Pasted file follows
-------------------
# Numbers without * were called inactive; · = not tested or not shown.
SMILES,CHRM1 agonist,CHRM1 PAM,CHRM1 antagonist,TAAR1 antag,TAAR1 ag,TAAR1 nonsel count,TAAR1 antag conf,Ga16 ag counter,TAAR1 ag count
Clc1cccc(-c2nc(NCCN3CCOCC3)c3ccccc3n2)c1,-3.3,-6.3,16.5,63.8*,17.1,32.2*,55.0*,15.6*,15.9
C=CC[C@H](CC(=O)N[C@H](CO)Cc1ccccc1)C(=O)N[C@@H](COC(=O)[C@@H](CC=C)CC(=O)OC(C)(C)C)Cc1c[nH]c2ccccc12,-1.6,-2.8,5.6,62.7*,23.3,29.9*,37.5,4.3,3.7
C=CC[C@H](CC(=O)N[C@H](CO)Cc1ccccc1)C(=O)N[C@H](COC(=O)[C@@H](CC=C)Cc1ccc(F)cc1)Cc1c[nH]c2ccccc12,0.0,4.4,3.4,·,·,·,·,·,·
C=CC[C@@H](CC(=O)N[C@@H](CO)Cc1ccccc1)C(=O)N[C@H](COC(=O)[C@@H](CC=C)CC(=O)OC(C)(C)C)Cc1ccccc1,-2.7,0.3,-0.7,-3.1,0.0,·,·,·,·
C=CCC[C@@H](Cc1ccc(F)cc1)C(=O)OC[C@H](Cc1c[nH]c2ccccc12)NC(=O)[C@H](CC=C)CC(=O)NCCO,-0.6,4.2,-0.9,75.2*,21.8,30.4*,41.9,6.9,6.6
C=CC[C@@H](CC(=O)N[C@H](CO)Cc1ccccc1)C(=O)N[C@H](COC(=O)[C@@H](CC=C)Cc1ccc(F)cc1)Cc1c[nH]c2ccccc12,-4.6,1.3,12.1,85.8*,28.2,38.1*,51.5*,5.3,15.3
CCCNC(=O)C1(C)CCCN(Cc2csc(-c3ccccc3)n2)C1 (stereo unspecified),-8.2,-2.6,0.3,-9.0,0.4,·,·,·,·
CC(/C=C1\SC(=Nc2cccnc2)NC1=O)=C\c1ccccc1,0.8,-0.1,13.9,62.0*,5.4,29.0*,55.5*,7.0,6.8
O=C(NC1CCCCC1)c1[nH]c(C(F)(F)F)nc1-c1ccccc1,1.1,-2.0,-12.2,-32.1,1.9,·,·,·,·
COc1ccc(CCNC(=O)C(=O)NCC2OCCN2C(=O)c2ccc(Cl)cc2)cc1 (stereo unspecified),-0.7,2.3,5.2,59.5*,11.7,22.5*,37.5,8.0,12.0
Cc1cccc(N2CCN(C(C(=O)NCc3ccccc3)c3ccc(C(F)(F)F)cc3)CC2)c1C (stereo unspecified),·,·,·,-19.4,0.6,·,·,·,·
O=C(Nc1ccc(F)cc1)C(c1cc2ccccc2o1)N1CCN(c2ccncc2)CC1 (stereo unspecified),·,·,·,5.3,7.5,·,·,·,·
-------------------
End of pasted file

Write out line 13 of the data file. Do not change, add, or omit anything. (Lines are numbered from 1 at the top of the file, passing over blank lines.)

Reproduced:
Cc1cccc(N2CCN(C(C(=O)NCc3ccccc3)c3ccc(C(F)(F)F)cc3)CC2)c1C (stereo unspecified),·,·,·,-19.4,0.6,·,·,·,·